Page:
Press release -
From cold-foamed comfort to spring core structure: How a mattress is made
Whether it's a spring core mattress, foam mattress or box spring bed - we sleep on them every night. But how many of us know how mattresses are made? The production of a mattress is a complex process that requires specialized machines and the right combination of materials. Mattress manufacturers can still supplement their operations with high-quality used machinery until May 17th.
Good sleep is essential for our health and quality of life. Studies show that Germans spend an average of 24 years and four months of their lives sleeping. The Dutch have understood this: they are considered sleep champions and get an average of 8.1 hours of sleep per night. However, it's not just about the quantity of sleep, but especially about the quality. Because we can spend so many hours in bed, but if the quality of sleep is not right, we will still be unrested the next day. The choice of the right mattress plays a crucial role in healthy and restful sleep. Insomnia, sleep disorders, back pain, and tension can often be attributed to an unsuitable mattress.
The variety of mattresses
According to a 2016 Statista survey in Germany, 37% of respondents use cold foam mattresses, while 35% prefer spring core mattresses. 14% prefer a box spring bed as their sleeping surface.
The construction of a cold foam mattress and a spring core mattress differs fundamentally. Cold foam mattresses consist of a core made of a special polyurethane foam. It can be produced in different densities and hardness levels, which enables the creation of different zones for pressure relief.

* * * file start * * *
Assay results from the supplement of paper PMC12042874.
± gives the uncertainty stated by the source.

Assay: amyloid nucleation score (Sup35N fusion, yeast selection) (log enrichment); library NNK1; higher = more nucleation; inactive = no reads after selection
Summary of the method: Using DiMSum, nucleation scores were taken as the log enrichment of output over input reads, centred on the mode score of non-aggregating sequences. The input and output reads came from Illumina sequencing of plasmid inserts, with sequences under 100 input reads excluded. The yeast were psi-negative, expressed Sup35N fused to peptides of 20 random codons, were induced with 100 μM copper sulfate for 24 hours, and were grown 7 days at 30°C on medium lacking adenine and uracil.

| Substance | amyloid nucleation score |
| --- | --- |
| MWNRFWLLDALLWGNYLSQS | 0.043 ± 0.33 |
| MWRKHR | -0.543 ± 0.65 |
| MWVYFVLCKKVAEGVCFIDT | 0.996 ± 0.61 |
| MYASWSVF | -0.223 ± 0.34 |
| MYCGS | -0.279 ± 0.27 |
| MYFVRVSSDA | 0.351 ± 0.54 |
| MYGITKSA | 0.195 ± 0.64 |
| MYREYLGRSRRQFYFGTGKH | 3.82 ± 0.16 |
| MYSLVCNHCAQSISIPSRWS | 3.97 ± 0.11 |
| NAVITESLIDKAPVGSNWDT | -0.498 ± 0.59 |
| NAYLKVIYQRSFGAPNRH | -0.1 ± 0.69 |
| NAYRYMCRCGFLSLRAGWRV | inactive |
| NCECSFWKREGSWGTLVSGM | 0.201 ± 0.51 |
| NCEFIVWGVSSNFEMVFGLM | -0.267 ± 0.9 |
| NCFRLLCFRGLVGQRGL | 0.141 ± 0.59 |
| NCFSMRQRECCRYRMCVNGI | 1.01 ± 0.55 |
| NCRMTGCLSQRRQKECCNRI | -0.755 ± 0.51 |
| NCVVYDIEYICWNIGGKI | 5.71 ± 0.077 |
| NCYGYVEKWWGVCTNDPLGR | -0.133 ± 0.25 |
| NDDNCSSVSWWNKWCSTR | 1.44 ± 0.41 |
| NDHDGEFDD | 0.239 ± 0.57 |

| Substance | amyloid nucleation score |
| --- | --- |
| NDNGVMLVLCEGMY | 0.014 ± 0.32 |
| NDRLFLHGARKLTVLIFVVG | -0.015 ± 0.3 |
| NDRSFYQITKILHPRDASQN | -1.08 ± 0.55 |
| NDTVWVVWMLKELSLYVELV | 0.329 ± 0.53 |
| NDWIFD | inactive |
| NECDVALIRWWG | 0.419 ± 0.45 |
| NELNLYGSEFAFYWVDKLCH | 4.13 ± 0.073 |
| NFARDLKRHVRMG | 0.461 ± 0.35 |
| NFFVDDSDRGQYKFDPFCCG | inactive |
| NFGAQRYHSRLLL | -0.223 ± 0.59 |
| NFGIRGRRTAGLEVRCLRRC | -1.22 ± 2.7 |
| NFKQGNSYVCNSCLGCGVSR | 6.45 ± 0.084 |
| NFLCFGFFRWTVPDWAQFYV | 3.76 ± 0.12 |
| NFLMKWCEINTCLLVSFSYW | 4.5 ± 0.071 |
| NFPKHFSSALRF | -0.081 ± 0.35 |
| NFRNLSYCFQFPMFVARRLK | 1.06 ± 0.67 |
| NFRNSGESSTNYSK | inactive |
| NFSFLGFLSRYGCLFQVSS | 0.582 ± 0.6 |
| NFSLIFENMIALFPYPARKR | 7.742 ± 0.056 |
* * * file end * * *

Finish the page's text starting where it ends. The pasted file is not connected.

Spring core mattresses, on the other hand, consist of a core made of interconnected metal springs. A padding layer on top of the spring core improves comfort and pressure distribution. It is usually made of different materials such as foam, fleece or cotton. A box spring bed consists of several layers, including a spring core mattress, a box with springs, and often a soft topper.
A look behind the scenes of mattress production
The manufacturing of foam mattresses relies on the correct combination of materials and the use of specialized machines. First, the different layers of polyurethane foam are cold foamed. Specific mixtures and hardness grades are used to achieve the desired comfort and firmness. The chemistry behind this: the two chemicals isocyanate and polyol are mixed and react in a polyaddition reaction to form polyurethane. Mattress manufacturers typically purchase the foam material as a roll or block for further processing. Such blocks are huge, sometimes as large as a railway car.
The raw product is first cut horizontally and vertically. Then, the individual foam layers are glued or thermally welded together to form a mattress. After composition, the mattress is compressed and vacuum-packed in a special machine to facilitate transport. Upon unpacking, the mattress expands and returns to its original shape.